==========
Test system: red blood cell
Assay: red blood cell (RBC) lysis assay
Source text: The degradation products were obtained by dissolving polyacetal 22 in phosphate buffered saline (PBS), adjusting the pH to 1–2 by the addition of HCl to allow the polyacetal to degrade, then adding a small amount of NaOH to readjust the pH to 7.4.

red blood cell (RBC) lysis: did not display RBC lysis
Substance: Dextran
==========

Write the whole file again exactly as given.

Test system: red blood cell
Assay: red blood cell (RBC) lysis assay
Source text: The degradation products were obtained by dissolving polyacetal 22 in phosphate buffered saline (PBS), adjusting the pH to 1–2 by the addition of HCl to allow the polyacetal to degrade, then adding a small amount of NaOH to readjust the pH to 7.4.

red blood cell (RBC) lysis: did not display RBC lysis
Substance: Dextran